Nvidia has announced the latest video card in the GeForce 900 series, the GeForce GTX 960. With the GTX 980 and GTX 970 targeting high-end and mid-tier segments, it is now time for Nvidia to turn its attention to the entry-level segment with the GTX 960.
Based on the Maxwell architecture, the GTX 960 is designed to enable full-HD gaming, with the GTX 980 and GTX 970 targeting beyond full-HD resolutions. The GTX 960 is aimed as the successor to the GTX 660 and GTX 760, but with better performance and lowered power consumption. With pricing starting at $200 for the card, it is clear that Nvidia is looking to deliver great performance at an affordable price with the GTX 960.
Zotac GeForce GTX 960 AMP! Edition
Zotac is offering the GTX 960 in standard and overclocked variants, with the factory overclocked version dubbed the AMP! Edition. The Zotac GTX 960 continues on from the rest of the GeForce 900 series when it comes to low power consumption and high overclocking headroom, but this time the focus is on the budget segment.
Zotac’s GTX 960 AMP! Edition is a non-standard design from the vendor, and includes a custom backplate as well as 90mm fans, which Zotac calls IceStorm. There are other additions that give the card the ability to clock to over 1,500 MHz.
The GTX 960 AMP! Edition comes with a 1,266 MHz core clock and a 1,329 boost clock. Other vendors have also launched factory overclocked variants of the GTX 960, but Zotac’s variant offers the highest clocks.
Boasting a 128-bit wide memory bus and a 2GB GDDR5 memory at 7 Gbps, Zotac’s card can achieve a memory bandwidth of 112GB/s, and has 1024 CUDA cores. The numbers are exactly half of what is offered by the standard variant of the GTX 980, which boasts 2048 CUDA cores, 4GB GDDR5 video memory and a 256-bit wide memory interface.
While the numbers may seem low, Nvidia (NASDAQ:NVDA) is stating that users would be able to deliver a higher bandwidth by undertaking a lossless texture compression technology that significantly reduces memory bandwidth usage. An effective bandwidth figure of 144 GB/s was quoted.
Unlike the GTX 980 and GTX 970, the GTX 960 is not based on the GM204 silicon. Nvidia has instead announced the GM206 GPU, which has a smaller 228mm² die size than the 400mm² size of the GM204. A GPU with smaller die makes sense considering the GTX 960 is aimed at maximizing efficiency.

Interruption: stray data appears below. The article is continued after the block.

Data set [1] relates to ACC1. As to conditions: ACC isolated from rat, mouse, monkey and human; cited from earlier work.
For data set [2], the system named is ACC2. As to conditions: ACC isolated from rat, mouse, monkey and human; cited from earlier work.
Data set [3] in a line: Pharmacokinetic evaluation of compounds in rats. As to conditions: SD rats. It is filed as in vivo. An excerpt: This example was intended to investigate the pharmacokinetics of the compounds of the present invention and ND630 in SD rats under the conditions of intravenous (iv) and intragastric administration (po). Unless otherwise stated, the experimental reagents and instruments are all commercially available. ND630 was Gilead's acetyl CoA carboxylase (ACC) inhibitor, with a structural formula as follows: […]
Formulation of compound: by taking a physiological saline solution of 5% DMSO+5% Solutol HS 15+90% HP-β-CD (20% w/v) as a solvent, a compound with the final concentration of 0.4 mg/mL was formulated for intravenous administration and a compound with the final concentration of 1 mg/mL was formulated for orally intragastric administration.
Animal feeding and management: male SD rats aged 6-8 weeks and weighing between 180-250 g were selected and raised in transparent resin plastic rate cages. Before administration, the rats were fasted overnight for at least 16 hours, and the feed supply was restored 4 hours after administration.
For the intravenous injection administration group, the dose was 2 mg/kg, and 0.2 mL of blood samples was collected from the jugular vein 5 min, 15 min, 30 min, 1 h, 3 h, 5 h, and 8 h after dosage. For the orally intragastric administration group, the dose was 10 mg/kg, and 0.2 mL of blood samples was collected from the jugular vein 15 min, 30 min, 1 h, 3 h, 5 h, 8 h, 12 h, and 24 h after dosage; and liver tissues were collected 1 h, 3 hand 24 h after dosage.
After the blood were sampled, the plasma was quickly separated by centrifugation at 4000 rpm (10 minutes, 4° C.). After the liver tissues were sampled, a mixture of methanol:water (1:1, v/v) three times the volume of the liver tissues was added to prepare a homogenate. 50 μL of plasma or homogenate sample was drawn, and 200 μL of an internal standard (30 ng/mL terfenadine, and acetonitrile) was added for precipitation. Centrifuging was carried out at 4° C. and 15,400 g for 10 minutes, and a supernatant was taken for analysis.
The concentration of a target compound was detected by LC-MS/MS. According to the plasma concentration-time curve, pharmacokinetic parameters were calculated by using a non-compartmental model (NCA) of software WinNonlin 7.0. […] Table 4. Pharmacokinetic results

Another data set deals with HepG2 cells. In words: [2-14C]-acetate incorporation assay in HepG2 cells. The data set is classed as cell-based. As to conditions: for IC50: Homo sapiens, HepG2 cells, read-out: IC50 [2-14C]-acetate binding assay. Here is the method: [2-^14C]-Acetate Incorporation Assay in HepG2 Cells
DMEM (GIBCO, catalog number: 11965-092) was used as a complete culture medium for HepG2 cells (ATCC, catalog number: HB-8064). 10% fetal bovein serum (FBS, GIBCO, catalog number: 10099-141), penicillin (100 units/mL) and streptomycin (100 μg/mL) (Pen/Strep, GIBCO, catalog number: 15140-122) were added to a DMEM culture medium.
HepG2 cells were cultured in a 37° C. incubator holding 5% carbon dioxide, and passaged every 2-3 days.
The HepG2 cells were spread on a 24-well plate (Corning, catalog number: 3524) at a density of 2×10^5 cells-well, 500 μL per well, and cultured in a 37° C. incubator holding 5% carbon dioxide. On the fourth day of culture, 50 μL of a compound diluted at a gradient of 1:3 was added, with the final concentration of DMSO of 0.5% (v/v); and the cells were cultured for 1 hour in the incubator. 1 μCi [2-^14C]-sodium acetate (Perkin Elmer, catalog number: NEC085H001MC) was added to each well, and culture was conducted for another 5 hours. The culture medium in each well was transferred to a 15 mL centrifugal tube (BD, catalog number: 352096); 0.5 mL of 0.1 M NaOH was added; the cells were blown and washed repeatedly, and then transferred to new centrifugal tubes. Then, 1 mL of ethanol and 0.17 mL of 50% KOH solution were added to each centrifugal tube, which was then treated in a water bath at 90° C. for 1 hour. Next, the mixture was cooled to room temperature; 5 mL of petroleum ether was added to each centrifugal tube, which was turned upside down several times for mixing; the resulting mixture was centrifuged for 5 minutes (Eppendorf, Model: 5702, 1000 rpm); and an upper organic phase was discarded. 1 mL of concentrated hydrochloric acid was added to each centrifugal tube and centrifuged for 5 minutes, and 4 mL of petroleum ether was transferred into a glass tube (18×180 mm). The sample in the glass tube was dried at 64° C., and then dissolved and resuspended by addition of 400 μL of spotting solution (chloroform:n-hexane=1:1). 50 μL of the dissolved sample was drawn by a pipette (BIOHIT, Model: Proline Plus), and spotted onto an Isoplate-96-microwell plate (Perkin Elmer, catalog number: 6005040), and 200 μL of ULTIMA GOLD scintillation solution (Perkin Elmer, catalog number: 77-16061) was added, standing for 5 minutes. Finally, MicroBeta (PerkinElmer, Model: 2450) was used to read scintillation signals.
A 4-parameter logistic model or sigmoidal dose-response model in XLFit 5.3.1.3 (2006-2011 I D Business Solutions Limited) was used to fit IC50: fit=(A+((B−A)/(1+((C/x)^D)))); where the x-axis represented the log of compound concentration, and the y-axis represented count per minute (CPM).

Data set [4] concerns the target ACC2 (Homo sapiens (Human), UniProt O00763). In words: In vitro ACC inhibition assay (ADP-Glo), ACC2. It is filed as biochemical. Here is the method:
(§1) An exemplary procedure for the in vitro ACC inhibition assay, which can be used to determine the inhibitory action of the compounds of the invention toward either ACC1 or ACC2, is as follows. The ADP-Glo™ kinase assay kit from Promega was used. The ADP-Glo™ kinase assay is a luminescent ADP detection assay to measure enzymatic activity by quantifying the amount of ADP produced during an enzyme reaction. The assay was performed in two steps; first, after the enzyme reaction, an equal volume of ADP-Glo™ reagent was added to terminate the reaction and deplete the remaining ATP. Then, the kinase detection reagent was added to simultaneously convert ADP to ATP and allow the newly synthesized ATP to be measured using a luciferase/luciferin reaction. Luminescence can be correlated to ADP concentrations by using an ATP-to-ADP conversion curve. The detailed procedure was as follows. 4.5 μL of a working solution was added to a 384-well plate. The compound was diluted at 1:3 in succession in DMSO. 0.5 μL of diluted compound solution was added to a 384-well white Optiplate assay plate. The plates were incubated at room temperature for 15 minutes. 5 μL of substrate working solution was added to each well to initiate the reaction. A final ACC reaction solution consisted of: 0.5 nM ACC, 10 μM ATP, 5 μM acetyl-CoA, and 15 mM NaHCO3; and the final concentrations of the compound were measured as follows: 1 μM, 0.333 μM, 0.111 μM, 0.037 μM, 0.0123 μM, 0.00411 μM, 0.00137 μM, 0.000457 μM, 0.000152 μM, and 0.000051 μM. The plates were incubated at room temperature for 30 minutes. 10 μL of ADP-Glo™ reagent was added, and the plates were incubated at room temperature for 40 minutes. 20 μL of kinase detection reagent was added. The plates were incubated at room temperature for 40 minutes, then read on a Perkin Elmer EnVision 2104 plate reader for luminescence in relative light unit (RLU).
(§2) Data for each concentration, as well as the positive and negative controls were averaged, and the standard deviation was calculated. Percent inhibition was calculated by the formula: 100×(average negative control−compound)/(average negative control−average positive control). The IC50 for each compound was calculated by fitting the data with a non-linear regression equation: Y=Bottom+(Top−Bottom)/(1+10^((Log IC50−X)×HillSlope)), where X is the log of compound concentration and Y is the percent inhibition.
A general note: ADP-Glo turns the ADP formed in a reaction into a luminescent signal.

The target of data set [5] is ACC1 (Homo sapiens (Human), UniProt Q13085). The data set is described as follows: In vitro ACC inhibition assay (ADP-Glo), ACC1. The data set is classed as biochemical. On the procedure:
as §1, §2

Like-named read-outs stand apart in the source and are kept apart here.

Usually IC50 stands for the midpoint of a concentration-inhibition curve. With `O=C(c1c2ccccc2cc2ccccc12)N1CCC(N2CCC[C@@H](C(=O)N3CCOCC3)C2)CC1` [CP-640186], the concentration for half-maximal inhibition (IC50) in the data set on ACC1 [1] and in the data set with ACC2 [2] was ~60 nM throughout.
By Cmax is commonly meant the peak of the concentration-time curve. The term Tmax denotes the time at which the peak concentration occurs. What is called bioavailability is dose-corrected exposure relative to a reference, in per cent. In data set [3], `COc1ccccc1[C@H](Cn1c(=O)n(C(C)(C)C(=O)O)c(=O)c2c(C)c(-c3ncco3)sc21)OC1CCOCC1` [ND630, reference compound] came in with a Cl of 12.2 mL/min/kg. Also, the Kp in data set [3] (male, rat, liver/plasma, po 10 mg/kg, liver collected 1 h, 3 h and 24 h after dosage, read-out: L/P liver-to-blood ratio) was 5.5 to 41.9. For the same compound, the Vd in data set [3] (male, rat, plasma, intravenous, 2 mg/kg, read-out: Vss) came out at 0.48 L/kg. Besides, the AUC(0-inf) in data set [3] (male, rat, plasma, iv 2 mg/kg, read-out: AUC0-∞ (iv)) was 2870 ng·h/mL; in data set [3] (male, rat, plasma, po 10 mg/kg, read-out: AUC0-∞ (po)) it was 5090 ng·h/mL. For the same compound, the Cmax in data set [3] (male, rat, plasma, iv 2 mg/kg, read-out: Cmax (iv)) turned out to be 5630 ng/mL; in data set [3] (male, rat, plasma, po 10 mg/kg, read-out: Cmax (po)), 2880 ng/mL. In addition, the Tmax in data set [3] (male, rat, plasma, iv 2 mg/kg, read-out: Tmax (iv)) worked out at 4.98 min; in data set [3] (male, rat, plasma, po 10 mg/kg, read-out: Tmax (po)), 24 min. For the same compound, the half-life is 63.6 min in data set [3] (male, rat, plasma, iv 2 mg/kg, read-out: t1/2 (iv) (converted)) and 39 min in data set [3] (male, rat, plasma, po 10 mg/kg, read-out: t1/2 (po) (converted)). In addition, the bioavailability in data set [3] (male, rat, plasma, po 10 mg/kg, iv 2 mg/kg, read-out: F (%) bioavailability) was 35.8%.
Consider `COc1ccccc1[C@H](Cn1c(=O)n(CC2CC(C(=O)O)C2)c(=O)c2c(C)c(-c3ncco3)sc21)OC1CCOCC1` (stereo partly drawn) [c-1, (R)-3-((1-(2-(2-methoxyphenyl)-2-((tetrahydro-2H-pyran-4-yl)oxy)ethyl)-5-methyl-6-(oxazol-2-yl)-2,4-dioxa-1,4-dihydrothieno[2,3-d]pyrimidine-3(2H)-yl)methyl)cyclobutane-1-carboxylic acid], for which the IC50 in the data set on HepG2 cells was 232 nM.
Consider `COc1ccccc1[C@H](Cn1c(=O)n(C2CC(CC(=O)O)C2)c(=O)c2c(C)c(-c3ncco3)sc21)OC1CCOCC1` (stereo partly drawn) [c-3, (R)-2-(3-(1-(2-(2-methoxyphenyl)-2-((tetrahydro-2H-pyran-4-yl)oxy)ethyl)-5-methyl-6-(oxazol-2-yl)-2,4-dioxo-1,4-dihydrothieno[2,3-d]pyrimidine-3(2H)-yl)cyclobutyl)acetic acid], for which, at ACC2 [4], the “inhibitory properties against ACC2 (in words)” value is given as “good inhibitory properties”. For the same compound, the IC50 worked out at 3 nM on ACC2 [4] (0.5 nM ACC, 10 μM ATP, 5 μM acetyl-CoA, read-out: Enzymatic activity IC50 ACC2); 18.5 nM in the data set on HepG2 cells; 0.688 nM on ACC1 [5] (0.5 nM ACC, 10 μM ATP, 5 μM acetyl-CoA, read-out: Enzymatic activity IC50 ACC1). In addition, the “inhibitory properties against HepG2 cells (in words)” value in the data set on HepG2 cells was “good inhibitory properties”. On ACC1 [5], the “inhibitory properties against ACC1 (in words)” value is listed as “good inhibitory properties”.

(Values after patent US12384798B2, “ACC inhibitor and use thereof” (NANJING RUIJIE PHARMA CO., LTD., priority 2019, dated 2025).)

Here’s where the GTX 960 slots in with the rest of the GeForce 900 series:
|Zotac GeForce GTX 960 AMP!||Nvidia GeForce GTX 970||Nvidia GeForce GTX 980|
|GPU||28nm GM206||28nm GM204||28nm GM204|
|Core clock||1266 MHz||1050 MHz||1127 MHz|
|Boost Clock||1329 MHz||1178 MHz||1216 MHz|
|Memory Clock||7.0 GHz||7.0 GHz||7.0 GHz|
|Memory Size||2GB GDDR5||4GB GDDR5||4GB GDDR5|
|Bandwidth||112 GB/s||224 GB/s||224 GB/s|
|Power Connectors||1x 6-pin||2x 6-pin||2x 6pin|
|Display Connectors||1x DL DVI-I, 1x HDMI 2.0, 3x DP 1.2||1x DVI-I, 1x HDMI 2.0, 3x DP 1.2||1x DL DVI-I, 1x HDMI 2.0, 3x DP 1.2|
In terms of connectivity, the GTX 960 AMP! Edition has three DisplayPort 1.2 connectors that can handle 4K resolutions (4096 x 2160 and 3840 x 2160) at 60Hz. There’s also a dual-link DVI-I that can drive QHD (2560 x 1600) resolutions, but the port that is most interesting is HDMI 2.0, which finally offers 4K resolutions (4096 x 2160) at 60Hz. The display controller can simultaneously support as many as four displays. The controller can even drive a 5K (5120×2880) screen.
Power consumption has been one of the major areas of focus with Maxwell, and that continues with the GTX 960 as well, which has a max TDP of 120W. The low power utilization means that the card comes with a single 6-pin connector. DirectX 12 compatibility means that the GTX 960 now comes with OpenGL 4.4.
The GTX 960 AMP! Edition comes with a slew of additions from Zotac, including the new 90mm fans called IceStorm. Originally debuted on the overclocked variants of the GTX 980 and GTX 970, the dual 90mm fans work in conjunction with the 6mm copper heatpipes and the aluminum fin stack to maximize airflow. The custom backplate, with its gunmetal structure, gives the card added rigidity.
Zotac is introducing a new idle mode which will see the fans switch off if the temperature falls below 59° C, or when the TDP is under 13W. The option, called Freeze, is designed to minimize noise levels when not under load.